Baku: Iran Plotting Against Eurovision

Tehran has recalled its envoy to Azerbaijan as the country prepares to host the Eurovision contest; cites insults to 'Iranian Saints'

Gabe Kahn ,

Compact Disco of Hungary perform their song "
Compact Disco of Hungary perform their song "

Iran has recalled its ambassador to Azerbaijan after protesters outside its embassy insulted Iran's late revolutionary leader.

“Ambassador Mohammad Bagher Bahrami left for Tehran on May 21 in connection with the insulting of religious saints in Azerbaijan. He was recalled for consultations,” charge d’affaires Ahmed Nemati at the Iranian embassy in Baku said in a statement.

The move came after several dozen Azerbaijani protesters rallied outside the Iranian embassy last week. Some displayed signs mocking Ayatollah Ruhollah Khomeini, Iran’s late revolutionary leader.

According to the official IRNA news agency, Tehran reacted by summoning Baku’s ambassador, Javanshir Akhundov to the foreign ministry to be notified of the Islamic republic’s “protest over insulting religious sanctities."

The report also confirmed the recalling of Tehran’s ambassador in Baku.

Azerbaijani lawmakers strongly criticized Iran during a debate on the ambassador’s recall in parliament, saying Iran's timing was calculated for maximum media exposure.

“Iran is using Eurovision as a pretext to increase pressure on Azerbaijan. It is wrong and endangers peace and stability in the region,” said governing party lawmaker Mubariz Gurbanly.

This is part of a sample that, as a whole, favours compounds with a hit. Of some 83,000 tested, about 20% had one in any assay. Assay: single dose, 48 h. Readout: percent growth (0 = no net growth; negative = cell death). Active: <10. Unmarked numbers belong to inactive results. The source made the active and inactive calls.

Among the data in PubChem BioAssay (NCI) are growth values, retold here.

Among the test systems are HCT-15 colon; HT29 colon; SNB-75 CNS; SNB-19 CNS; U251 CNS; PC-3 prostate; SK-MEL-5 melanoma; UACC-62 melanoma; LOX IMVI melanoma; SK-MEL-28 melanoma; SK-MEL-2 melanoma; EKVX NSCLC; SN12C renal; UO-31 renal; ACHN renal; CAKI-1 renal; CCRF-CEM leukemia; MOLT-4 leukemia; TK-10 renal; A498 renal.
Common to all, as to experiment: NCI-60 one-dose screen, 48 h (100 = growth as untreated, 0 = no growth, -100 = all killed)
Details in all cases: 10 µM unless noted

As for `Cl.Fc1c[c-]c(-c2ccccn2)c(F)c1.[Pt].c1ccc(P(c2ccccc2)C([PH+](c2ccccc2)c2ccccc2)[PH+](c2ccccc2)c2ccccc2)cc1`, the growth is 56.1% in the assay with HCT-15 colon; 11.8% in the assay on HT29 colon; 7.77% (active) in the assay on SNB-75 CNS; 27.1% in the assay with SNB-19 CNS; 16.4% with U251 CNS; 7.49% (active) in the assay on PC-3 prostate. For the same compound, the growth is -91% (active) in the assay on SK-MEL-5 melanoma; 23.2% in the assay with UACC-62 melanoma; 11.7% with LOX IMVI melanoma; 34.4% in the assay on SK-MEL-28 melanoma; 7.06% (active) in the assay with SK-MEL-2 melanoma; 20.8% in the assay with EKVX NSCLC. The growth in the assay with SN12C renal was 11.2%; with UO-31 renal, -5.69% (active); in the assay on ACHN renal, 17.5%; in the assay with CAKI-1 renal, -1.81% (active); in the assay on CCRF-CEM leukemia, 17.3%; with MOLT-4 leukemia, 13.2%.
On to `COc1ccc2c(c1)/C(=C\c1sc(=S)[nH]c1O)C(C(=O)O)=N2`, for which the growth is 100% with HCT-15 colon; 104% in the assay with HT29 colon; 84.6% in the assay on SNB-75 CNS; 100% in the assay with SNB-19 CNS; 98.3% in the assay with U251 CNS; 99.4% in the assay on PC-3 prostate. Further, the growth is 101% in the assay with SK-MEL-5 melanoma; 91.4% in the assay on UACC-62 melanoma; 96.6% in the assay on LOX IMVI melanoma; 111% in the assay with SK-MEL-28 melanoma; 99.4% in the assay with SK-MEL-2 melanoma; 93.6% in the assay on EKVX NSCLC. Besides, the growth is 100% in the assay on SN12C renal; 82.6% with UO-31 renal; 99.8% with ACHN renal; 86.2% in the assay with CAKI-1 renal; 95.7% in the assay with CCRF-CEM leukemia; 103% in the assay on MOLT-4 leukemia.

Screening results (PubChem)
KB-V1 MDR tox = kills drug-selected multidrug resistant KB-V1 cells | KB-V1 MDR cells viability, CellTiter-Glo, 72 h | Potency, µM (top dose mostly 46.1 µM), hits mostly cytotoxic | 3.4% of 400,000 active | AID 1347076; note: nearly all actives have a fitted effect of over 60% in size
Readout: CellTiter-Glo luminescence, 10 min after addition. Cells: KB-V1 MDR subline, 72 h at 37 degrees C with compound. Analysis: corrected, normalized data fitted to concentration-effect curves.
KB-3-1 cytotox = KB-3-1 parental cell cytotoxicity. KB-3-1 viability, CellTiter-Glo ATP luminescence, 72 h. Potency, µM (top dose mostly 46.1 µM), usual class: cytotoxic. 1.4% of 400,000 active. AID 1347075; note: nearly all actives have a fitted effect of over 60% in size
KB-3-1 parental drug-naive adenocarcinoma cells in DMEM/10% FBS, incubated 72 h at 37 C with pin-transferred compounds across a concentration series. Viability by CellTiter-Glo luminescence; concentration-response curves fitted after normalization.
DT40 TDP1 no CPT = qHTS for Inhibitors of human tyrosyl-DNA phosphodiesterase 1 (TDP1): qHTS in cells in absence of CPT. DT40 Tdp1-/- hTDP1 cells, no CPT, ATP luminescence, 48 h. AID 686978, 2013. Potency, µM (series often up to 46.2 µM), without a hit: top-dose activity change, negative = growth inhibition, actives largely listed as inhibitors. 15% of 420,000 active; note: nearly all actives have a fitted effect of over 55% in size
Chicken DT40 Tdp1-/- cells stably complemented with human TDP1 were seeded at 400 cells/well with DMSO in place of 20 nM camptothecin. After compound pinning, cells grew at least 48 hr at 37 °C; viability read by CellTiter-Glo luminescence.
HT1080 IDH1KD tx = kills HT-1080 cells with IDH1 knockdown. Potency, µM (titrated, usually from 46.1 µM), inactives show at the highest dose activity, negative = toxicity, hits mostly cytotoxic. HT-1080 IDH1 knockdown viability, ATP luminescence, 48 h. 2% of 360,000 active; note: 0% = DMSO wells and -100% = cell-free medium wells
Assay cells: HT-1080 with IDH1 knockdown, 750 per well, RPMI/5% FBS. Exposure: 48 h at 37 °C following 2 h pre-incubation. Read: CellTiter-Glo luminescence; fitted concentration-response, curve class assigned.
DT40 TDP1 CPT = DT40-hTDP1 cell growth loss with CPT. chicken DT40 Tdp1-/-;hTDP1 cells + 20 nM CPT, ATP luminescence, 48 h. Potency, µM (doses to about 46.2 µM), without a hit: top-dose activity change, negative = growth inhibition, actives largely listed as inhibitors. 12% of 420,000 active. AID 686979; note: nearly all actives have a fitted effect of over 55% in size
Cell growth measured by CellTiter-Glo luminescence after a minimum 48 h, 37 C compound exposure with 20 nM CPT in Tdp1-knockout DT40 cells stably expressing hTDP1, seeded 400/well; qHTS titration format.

Baku is set to host the prestigious Eurovision competition, which has been slammed as immoral by some Iranian clerics.

Presidential administration official Ali Hasanov charged Iran was spreading false rumors that a gay pride march would be held in Baku during Eurovision week.

"Tehran wants Azerbaijan to become an Islamic state and sever its friendly ties with the US and Israel," he added.

On Tuesday, Azerbaijani media reported that 11 Islamist radicals had been arrested in the city of Sumgayit for "plotting a campaign against Eurovision."

Police said they had found CDs containing anti-Eurovision and pro-Islamic material, which had been distributed to some homes in Baku and Sumgayit in recent days.

Azerbaijan has been seeking to use Eurovision, which is watched by an estimated 125 million people worldwide, to boost the image of the oil-rich state.

However, the days leading up to the contest have been marred by the row with Iran and allegations of human rights abuses.

Tensions between the Islamic Republic and the ex-Soviet republic of Azerbaijan – a majority Muslim, but officially secular country – have increased in recent months after Baku arrested a series of suspected terrorists it alleges have links to Iran.

Baku's close friendship with Israel, whose destruction Iranian officials openly call for on a regular basis, has also served to heighten tensions amid intense international pressure on Iran to give up its controversial nuclear program.

Azeri officials have denied reports Israel – or any other nation – would be allowed to launch a strike on Iranian nuclear facilities from its territory.

However, some analysts say Baku's statements could still allow for Israel to stage covert search and rescue operations into Iranian territory should pilots of personnel need to be extracted following an attack.